Congratulations to THRiVE Lab co-director, Dr. Meghan Azad, for being elected to the Executive Council of the International Society for Research in Human Milk and Lactation (ISRHML) for a three-year term. Dr. Azad brings a decade of experience in Human Milk research with expertise in Pediatrics, Nutritional and Immunological Sciences, and will support the committee in their collective and collaborative approach to achieve ISRHML's goals. More about the ISRHML can be found here.
THRiVE lab co-director, Dr. Meghan Azad will be participating as a panelists for February 28 screening of a new documentary titled "The Invisible Extinction: The impact of a disappearing Microbiota" in New York City. The screening is part of Columbia University Epidemiology Grand Rounds - a special series of seminars showcasing cutting-edge research between different entities, academic institutions, faculties and the Columbia community at large. View the movie here.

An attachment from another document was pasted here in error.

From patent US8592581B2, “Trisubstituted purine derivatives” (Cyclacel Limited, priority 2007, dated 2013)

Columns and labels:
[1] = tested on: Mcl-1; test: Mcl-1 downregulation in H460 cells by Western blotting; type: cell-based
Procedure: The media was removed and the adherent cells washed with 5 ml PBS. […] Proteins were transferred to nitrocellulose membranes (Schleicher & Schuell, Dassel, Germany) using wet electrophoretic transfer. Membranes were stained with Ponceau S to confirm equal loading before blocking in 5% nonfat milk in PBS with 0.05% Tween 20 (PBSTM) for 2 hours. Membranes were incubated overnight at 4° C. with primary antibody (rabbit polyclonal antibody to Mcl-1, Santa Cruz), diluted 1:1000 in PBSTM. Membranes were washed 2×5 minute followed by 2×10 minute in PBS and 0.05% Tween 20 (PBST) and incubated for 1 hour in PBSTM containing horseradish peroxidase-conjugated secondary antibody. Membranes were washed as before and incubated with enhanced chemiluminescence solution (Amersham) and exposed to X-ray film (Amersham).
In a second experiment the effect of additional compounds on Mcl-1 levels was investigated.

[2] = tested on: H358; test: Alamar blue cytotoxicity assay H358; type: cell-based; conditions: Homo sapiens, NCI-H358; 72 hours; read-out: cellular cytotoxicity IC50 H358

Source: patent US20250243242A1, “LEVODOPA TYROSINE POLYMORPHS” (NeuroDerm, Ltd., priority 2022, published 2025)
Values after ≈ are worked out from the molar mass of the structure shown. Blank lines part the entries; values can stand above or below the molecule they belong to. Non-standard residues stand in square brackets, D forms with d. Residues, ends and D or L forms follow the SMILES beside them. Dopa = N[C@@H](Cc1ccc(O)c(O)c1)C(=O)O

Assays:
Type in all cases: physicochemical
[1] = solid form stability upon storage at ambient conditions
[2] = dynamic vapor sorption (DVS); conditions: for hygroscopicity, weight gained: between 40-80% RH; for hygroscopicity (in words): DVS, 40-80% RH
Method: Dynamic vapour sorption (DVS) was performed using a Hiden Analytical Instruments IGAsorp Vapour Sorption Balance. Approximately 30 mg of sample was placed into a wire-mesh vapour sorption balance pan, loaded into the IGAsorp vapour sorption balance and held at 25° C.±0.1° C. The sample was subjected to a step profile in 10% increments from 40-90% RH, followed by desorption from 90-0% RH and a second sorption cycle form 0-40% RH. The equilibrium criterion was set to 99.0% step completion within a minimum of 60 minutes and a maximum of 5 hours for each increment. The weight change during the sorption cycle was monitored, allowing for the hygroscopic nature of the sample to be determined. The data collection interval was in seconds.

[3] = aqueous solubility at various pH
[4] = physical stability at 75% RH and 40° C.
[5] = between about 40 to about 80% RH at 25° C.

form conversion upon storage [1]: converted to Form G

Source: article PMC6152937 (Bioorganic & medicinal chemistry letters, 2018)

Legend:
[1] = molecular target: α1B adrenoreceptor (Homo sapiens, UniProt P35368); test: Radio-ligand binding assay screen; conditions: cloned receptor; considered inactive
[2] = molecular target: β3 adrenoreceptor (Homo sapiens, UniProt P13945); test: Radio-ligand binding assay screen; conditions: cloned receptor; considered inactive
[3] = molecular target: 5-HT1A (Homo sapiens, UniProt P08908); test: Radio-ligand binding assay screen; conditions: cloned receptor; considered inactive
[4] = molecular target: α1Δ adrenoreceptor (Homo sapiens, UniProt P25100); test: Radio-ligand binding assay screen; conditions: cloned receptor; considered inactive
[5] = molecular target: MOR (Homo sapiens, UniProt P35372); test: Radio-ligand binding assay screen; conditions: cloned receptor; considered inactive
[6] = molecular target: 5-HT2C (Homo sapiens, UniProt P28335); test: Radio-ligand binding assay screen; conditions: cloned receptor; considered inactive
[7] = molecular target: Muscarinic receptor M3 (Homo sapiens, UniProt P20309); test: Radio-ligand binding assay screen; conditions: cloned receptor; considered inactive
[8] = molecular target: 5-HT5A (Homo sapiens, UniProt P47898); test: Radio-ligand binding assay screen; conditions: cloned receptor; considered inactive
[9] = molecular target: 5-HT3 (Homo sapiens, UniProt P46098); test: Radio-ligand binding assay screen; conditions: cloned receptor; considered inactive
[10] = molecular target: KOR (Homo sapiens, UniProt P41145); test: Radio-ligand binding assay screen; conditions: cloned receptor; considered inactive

THRiVE Lab members and colleagues published "Cohort Profile: Investigating SARS-CoV-2 infection and the health and psychosocial impact of the COVID-19 pandemic in the Canadian CHILD Cohort" in Epidemiology and Health. Embedded in the CHILD Cohort, this study collected data from 1462 families to understand how the COVID-19 pandemic impacted the health and well-being of children and parents, including aspects related to infection, testing, vaccination, lifestyle changes and school closures. The study was led by THRiVE co-director, Dr. Meghan Azad, and offers a unique data resource for the research community in Canada and abroad. Read the full article here [PDF] and check out Dr. Azad's [Tweetorial] on X.